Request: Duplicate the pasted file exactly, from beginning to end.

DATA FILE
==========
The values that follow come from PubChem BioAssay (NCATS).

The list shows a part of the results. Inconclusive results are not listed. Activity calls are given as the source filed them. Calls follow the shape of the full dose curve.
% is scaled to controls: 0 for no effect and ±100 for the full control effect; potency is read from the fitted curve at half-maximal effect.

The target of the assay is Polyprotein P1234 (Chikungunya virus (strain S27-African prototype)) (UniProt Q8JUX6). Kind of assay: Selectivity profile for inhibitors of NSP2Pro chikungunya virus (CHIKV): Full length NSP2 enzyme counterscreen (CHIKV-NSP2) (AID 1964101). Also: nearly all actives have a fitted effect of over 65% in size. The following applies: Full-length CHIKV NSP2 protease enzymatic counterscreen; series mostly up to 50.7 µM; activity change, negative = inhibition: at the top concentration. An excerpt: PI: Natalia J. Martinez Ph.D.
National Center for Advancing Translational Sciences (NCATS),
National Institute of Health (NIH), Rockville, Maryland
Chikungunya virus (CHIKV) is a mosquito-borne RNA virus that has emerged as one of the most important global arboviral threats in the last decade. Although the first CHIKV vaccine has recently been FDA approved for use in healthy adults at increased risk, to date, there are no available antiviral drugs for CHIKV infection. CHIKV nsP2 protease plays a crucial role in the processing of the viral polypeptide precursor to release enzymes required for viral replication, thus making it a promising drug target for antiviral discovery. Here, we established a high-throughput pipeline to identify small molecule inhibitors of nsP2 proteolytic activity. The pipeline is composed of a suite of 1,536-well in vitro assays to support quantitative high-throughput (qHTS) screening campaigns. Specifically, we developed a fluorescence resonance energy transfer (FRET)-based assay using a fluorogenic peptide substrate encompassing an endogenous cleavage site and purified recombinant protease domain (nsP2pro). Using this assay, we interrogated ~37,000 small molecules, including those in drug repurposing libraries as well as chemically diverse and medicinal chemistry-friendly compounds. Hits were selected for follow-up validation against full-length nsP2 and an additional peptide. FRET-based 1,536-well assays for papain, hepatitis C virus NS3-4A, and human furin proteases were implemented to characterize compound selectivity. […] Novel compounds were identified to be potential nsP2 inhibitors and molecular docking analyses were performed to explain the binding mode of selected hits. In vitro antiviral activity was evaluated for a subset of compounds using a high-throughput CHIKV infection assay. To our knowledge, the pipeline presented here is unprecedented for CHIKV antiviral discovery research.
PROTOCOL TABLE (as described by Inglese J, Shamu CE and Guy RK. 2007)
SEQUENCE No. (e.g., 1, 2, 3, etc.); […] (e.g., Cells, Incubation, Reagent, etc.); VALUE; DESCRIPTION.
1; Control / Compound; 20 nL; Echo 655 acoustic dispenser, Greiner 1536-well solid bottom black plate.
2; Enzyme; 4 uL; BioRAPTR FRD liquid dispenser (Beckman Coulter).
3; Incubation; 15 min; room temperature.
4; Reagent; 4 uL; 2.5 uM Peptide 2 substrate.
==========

The values that follow come from PubChem BioAssay (NCATS).

The list shows a part of the results. Inconclusive results are not listed. Activity calls are given as the source filed them. Calls follow the shape of the full dose curve.
% is scaled to controls: 0 for no effect and ±100 for the full control effect; potency is read from the fitted curve at half-maximal effect.

The target of the assay is Polyprotein P1234 (Chikungunya virus (strain S27-African prototype)) (UniProt Q8JUX6). Kind of assay: Selectivity profile for inhibitors of NSP2Pro chikungunya virus (CHIKV): Full length NSP2 enzyme counterscreen (CHIKV-NSP2) (AID 1964101). Also: nearly all actives have a fitted effect of over 65% in size. The following applies: Full-length CHIKV NSP2 protease enzymatic counterscreen; series mostly up to 50.7 µM; activity change, negative = inhibition: at the top concentration. An excerpt: PI: Natalia J. Martinez Ph.D.
National Center for Advancing Translational Sciences (NCATS),
National Institute of Health (NIH), Rockville, Maryland
Chikungunya virus (CHIKV) is a mosquito-borne RNA virus that has emerged as one of the most important global arboviral threats in the last decade. Although the first CHIKV vaccine has recently been FDA approved for use in healthy adults at increased risk, to date, there are no available antiviral drugs for CHIKV infection. CHIKV nsP2 protease plays a crucial role in the processing of the viral polypeptide precursor to release enzymes required for viral replication, thus making it a promising drug target for antiviral discovery. Here, we established a high-throughput pipeline to identify small molecule inhibitors of nsP2 proteolytic activity. The pipeline is composed of a suite of 1,536-well in vitro assays to support quantitative high-throughput (qHTS) screening campaigns. Specifically, we developed a fluorescence resonance energy transfer (FRET)-based assay using a fluorogenic peptide substrate encompassing an endogenous cleavage site and purified recombinant protease domain (nsP2pro). Using this assay, we interrogated ~37,000 small molecules, including those in drug repurposing libraries as well as chemically diverse and medicinal chemistry-friendly compounds. Hits were selected for follow-up validation against full-length nsP2 and an additional peptide. FRET-based 1,536-well assays for papain, hepatitis C virus NS3-4A, and human furin proteases were implemented to characterize compound selectivity. […] Novel compounds were identified to be potential nsP2 inhibitors and molecular docking analyses were performed to explain the binding mode of selected hits. In vitro antiviral activity was evaluated for a subset of compounds using a high-throughput CHIKV infection assay. To our knowledge, the pipeline presented here is unprecedented for CHIKV antiviral discovery research.
PROTOCOL TABLE (as described by Inglese J, Shamu CE and Guy RK. 2007)
SEQUENCE No. (e.g., 1, 2, 3, etc.); […] (e.g., Cells, Incubation, Reagent, etc.); VALUE; DESCRIPTION.
1; Control / Compound; 20 nL; Echo 655 acoustic dispenser, Greiner 1536-well solid bottom black plate.
2; Enzyme; 4 uL; BioRAPTR FRD liquid dispenser (Beckman Coulter).
3; Incubation; 15 min; room temperature.
4; Reagent; 4 uL; 2.5 uM Peptide 2 substrate.